Description Shape:
Standard, circular.
Blazon (Heraldic description)
On a blue field: A cobra, coiled and ready to strike, gold.
BEGUM: Title of a Queen or royal princesses in India. The design was suggested by the ship’s officers and depicts an Indian Cobra ready to strike.

For explanations of heraldic terms see the Badges & Honours page.



Rise and Strike


Pennant Numbers:

D38 (Atlantic)

R305 (Indian Ocean)



Battle Honours:






Builder: Seattle-Tacoma Shipbuilding Co. Tacoma, Washington

Completed by: Puget Sound Navy Yard, Bremerton Washington

Displacement: 15,390 tons

Length (Overall): 494ft 9in

Beam:  69ft 6in

Flight deck: 450ft x 80ft wood covered mild steel plate

Propulsion: 2 Foster Wheeler boilers; 1 x Allis-Chalmers geared turbine driving 1 shaft

Speed:  16 knots

A/C Capacity: 20

Hangar: 260ft x 62ft x 18ft

A/C lifts: 2, Aft 34ft long x 42ft wide; forward 42ft long x 34ft wide

Arrestor wires: 9 with 3 barriers

Catapult: 1 H4C hydraulic

Armament: 2 single 5in USN Mk 12, 8 twin 40mm Bofors, 14 twin 20rnm Oerlikon, 7 single 20mm Oerlikon

Crew Complement: 646


Commanding Officers:

Cdr. T.P. Wisden RN

 May - Aug 43


Capt. J.E. Broome RN
Aug - Mar 145


Capt. C.L. Howe RN

Mar 45 - Jan 46




721 (Ferry)
April – May 1945
Vengeance TT.IV


1701 (Ferry)
 ‘A’ Flight April – May 1945
‘B’ Flight April – Jun 1945
Sea Otter  I



May 44 -Feb 45

Avenger II/Wildcat V


1837 (Ferry)

Jan 45

Corsair II


1838 (Ferry)

Jan 45

Corsair II


1839 (Ferry)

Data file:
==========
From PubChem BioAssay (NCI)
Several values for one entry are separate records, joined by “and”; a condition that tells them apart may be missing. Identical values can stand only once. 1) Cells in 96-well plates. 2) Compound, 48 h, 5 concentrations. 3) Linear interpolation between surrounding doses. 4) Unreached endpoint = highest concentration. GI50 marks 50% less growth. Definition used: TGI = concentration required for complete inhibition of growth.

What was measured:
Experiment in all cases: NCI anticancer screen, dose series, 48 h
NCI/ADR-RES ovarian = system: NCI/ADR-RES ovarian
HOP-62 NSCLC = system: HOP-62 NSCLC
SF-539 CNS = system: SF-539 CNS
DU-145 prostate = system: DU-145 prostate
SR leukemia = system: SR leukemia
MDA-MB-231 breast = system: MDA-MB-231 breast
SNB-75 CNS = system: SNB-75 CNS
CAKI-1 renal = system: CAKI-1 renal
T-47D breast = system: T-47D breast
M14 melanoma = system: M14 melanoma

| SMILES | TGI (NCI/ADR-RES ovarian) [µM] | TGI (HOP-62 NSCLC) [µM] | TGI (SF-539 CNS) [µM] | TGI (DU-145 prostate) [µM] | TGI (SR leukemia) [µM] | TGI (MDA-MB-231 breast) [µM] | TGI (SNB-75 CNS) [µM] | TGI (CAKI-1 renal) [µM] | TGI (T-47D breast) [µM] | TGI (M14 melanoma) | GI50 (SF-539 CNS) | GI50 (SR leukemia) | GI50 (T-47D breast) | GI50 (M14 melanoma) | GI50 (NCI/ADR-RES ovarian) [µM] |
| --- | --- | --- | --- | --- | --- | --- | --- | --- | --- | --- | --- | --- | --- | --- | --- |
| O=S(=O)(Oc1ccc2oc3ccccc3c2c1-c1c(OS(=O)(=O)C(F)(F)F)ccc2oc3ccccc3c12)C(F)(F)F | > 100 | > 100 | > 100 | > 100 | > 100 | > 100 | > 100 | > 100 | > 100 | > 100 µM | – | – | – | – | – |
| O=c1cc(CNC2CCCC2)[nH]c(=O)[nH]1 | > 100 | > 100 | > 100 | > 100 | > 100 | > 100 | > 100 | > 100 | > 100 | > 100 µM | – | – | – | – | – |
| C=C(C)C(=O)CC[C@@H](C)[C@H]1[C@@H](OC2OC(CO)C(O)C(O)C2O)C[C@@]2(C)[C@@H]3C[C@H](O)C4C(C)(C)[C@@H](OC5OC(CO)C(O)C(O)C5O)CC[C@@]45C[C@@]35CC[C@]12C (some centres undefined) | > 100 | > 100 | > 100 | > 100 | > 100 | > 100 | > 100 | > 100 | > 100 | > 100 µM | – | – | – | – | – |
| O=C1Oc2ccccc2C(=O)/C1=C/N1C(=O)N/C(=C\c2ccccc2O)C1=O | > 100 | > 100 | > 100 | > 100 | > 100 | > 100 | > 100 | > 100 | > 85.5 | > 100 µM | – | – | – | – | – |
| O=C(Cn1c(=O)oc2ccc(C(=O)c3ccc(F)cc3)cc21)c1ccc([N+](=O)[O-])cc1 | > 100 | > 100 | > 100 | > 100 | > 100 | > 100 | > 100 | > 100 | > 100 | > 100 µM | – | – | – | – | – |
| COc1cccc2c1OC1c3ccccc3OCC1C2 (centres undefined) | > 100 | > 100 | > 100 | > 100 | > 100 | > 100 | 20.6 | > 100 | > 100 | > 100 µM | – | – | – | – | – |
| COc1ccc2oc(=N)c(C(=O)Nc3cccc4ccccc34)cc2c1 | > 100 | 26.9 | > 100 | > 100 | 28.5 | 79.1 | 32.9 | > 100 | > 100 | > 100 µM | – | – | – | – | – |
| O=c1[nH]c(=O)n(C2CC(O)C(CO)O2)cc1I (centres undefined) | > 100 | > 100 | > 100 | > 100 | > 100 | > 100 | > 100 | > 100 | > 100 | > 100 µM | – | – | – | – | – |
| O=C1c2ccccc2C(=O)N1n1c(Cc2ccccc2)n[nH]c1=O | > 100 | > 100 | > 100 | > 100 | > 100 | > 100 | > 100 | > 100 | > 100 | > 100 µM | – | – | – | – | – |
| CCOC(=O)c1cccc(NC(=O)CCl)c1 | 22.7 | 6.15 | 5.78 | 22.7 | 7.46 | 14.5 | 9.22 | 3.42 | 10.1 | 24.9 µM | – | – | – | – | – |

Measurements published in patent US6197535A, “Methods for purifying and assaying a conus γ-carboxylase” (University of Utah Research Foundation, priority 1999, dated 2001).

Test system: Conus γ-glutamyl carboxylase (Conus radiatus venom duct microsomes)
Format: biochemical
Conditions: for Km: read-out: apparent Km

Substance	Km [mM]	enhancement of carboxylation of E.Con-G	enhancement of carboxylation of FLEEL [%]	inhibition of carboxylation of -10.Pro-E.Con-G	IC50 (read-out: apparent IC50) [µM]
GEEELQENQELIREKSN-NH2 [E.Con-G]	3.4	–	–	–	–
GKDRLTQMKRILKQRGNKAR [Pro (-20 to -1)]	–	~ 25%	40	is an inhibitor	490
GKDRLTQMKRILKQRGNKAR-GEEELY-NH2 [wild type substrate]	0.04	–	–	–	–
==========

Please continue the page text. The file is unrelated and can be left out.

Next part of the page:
Feb - Apr 45
Hellcat  II


1844 (Ferry)
Feb - Apr 45
Hellcat  I





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A History of HMS BEGUM

HMS BEGUM underway off Vancouver late 1943


Two US maritime Commission hulls were earmarked for transfer to the Royal Navy after conversion into escort carriers with the ships' name 'BEGUM':



CVE-62 – ordered from Kaiser Shipbuilding Co., Inc., Vancouver, Washington, her keel was laid down on January 17th 1943, Kaiser hull no. 308, Maritime Commission no. 1099, a type S4-S2-BB3 hull. She was the eighth of fifty Casablanca class auxiliary aircraft carriers ordered and the fourth intended for transfer to the Royal Navy under Lend-Lease arrangements as the HMS CHASTISER (later changed to BEGUM).

However, on January 22nd 1943 the US Navy decided that she, and the other escort carriers building for Britain at that time, AMEER, ATHELING, EMPEROR, and KHEDIVE, were required for the US war effort and would be retained. ACV-62 was launched on July 20th 1943 by her sponsor was Lady Halifax, wife of the United Kingdom's ambassador to the United States., and was delivered to the U. S. Navy on October 14th 1943 and commissioned the USS NATOMA BAY, CVE-62. Captain Harold L. Meadow in command.



As an alternative to the Casablanca class escort carriers the admiralty were offered a second batch of 23 BOGUE class ships building at the Seattle-Tacoma Shipbuilding Co. yard in Tacoma, Washington. These were Maritime Commission C3-S-A1 type 9,800 ton freighter hulls being constructed for completion as auxiliary aircraft carriers.

The second auxiliary aircraft carrier earmarked to be named HMS BEGUM began her career as the USS BOLINAS CVE-36, a Bogue class escort carrier, her keel being laid down 3 Aug 1942 at Seattle-Tacoma Shipbuilding Corp., Tacoma, Washington. She was launched 11 Nov 1942 by her sponsor, by Mrs. G.B. Sherwood, wife of Commander Sherwood USN. Her hull was then towed to the Puget Sound Naval Shipyard, Bremerton Washington for completion.

CVE-36 commissioned into the US Navy on July 22nd 1943 as the USS BOLINAS Captain H.L. Meadow USN in command. The USS Bolinas was to remain at the Puget Sound Navy Yard until August 1st when she proceeded to Vancouver, British Columbia, Canada. She was decommissioned in preparation for her transfer to the UK government under the Lend-Lease agreement. On August 2nd, CVE-36 was officially transferred to the Royal Navy at Burrard Dry Dock Co. Ltd's facility at Lapointe Pier North Vancouver. She was commissioned as HMS BEGUM (D38) on the same day, Captain J.E. Broome RN in command.